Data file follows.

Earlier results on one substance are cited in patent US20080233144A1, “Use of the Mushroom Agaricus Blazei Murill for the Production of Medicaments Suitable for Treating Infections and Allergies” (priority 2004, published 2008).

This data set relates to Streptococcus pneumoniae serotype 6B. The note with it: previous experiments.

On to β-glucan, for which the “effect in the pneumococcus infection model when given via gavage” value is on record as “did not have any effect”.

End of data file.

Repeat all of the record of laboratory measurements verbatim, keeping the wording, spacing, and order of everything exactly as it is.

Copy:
Earlier results on one substance are cited in patent US20080233144A1, “Use of the Mushroom Agaricus Blazei Murill for the Production of Medicaments Suitable for Treating Infections and Allergies” (priority 2004, published 2008).

This data set relates to Streptococcus pneumoniae serotype 6B. The note with it: previous experiments.

On to β-glucan, for which the “effect in the pneumococcus infection model when given via gavage” value is on record as “did not have any effect”.